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Take a Personal Translator With You on Your Next Trip

by Mark Kaelin

It doesn’t matter whether you’re negotiating a huge business deal or trying to order a cup of soup, the parties involved must speak, or at least understand, the same language. And while being able to speak several languages fluently is an admirable skill, it’s not one many of us have. That’s why it’s important to have at least one language translator loaded up and ready to go on your mobile smart device when traveling.

In fact, it’s a good idea to have more than one language translator available on all your mobile devices, especially since many are free. Here’s a list of four apps for you to consider. One or all of these could be the difference between making the deal and just ordering the wrong kind of soup.

Google Translate

Google Translate

The first, and probably the most obvious, language translator is Google Translate. This simple and free app can help you translate just about any common phrase you can think of into just about any other language you could possibly need. For travelers, there is one caveat, however.

Google Translate is essentially an extension of Google Search, which means it requires an internet connection to function at its full potential. If you’re in an airport with W-Fi or you’re lucky enough to be in a Wi-Fi enabled airplane, an internet connection isn’t much of a problem. But when you don’t, you’ll face limitations.

Google Translate will translate a smaller set of languages with no internet connection, but it’s much more effective with the internet than without. So, if you’re out in the Chinese countryside, you may require additional translator options.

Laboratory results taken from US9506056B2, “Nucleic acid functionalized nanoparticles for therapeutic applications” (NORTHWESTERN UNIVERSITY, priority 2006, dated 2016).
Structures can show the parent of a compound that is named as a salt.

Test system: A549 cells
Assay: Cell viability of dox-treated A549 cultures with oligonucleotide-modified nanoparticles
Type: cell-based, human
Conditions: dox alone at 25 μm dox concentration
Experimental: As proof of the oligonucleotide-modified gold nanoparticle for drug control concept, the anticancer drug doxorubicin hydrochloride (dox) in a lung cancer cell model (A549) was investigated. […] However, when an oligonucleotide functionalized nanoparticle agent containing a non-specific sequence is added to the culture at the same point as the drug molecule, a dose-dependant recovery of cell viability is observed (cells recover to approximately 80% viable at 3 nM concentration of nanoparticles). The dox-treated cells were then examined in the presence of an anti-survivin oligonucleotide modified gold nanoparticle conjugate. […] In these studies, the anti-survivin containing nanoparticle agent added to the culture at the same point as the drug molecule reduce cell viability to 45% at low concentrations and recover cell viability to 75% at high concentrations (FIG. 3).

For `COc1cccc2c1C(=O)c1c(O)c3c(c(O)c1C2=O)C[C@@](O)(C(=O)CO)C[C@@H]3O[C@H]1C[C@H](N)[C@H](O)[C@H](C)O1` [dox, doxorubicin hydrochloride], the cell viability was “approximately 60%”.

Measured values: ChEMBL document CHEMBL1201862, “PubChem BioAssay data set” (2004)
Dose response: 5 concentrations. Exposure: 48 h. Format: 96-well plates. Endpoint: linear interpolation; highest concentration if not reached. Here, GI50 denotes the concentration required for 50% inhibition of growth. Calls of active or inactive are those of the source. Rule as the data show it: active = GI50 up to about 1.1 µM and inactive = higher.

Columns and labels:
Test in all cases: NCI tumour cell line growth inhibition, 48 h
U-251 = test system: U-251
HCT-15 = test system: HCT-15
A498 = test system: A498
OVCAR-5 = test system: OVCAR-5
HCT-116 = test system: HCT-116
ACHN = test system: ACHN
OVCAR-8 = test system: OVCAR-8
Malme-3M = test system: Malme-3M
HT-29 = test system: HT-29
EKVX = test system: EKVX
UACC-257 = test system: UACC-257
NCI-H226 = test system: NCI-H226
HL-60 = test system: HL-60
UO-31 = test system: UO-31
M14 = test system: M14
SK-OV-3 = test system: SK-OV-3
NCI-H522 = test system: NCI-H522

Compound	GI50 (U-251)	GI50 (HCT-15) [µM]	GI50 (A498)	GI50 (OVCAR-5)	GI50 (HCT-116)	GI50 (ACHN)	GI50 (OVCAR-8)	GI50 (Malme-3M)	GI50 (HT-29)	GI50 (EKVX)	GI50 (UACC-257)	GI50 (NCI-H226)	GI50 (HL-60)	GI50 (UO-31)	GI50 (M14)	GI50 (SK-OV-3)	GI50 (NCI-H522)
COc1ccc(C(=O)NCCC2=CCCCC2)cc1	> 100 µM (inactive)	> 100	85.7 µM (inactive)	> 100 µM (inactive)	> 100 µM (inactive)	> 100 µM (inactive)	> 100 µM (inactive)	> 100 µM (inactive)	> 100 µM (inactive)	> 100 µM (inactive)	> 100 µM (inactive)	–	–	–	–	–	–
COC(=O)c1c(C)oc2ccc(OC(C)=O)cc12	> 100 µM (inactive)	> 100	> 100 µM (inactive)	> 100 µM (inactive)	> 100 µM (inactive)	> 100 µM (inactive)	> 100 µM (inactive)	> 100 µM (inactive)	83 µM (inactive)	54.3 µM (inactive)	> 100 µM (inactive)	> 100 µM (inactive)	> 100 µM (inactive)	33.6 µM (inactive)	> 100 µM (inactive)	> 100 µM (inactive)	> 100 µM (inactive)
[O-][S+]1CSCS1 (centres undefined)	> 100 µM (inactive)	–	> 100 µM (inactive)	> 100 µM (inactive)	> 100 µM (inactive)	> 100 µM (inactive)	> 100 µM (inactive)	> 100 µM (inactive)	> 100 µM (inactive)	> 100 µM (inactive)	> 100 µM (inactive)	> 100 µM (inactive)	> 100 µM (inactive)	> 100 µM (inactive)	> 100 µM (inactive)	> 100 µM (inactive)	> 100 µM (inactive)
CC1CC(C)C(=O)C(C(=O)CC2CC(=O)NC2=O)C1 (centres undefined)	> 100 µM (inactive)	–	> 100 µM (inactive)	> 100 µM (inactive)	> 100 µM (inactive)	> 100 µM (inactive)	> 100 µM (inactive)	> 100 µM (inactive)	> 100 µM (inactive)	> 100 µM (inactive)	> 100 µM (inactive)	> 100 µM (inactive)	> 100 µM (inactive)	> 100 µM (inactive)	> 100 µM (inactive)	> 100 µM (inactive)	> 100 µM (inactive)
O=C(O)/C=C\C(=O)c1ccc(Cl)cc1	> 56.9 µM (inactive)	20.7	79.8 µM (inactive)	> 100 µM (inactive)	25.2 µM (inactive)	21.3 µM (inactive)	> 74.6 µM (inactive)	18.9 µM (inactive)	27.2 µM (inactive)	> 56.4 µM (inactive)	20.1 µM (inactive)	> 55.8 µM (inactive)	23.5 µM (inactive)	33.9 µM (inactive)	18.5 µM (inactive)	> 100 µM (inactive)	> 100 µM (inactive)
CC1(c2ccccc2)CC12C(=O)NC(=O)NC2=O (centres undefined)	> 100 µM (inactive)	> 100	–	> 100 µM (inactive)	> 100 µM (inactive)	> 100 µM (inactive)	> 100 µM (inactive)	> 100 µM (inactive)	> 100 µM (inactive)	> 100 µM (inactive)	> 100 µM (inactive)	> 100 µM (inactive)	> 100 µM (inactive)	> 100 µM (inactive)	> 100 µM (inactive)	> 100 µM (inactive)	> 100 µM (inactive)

The Google Translate app is available for Android and iOS smartphones. Of course, the website version of the app is available to any device with a connection and a web browser.

iTranslate

Another popular language translator app available for iOS and Android devices is iTranslate. This app operates in a similar fashion to Google Translate — enter a phrase, click a button and then see and hear the phrase translated into one of 92 languages.

Unlike Google Translate, iTranslate will not work at all without an internet connection. Furthermore, the free version is supported by advertisements, which is a small price to pay for the convenience, but may not be something you desire. To eliminate the ads you can pony up $5 for the paid version.

Voice Translator and Speak & Translate

Sometimes you need an app that does more than just translate text — sometimes you need to carry on a translated conversation. In those situations, you might try Voice Translator if you have an Android device or Speak & Translate if you prefer the Apple iOS universe.

Both apps translate your spoken words into a different language of your choosing and then vocalize the phrase. These apps are designed to help you carry on a conversation with someone who speaks a different language than you do and can be very important when time is of the essence.

Once again, both apps require a connection to the internet to operate with any effectiveness. That means you’d better find a good Wi-Fi hotspot or have good cellular network connections before you start your conversation.

Wrap up

The ability to translate your native language into another language is incredibly important when traveling. It could literally be the difference between a successful trip and one that is a complete failure. This is what your mobile smart device was made for.

Not too many years ago, the best you could do was look up a few words in a book. Now, with the smartphone and an internet connection, you can carry on complete and meaningful conversations with people speaking a different language almost seamlessly. All you need is a few language translation apps and the inspiration to travel.

Mark has been writing and editing stories about the information technology industry, gadgets, finance, accounting, and tech-life for more than 25 years. Most recently, he has been a regular contributor to BreakingModern.com, aNewDomain.net, and TechRepublic.com.

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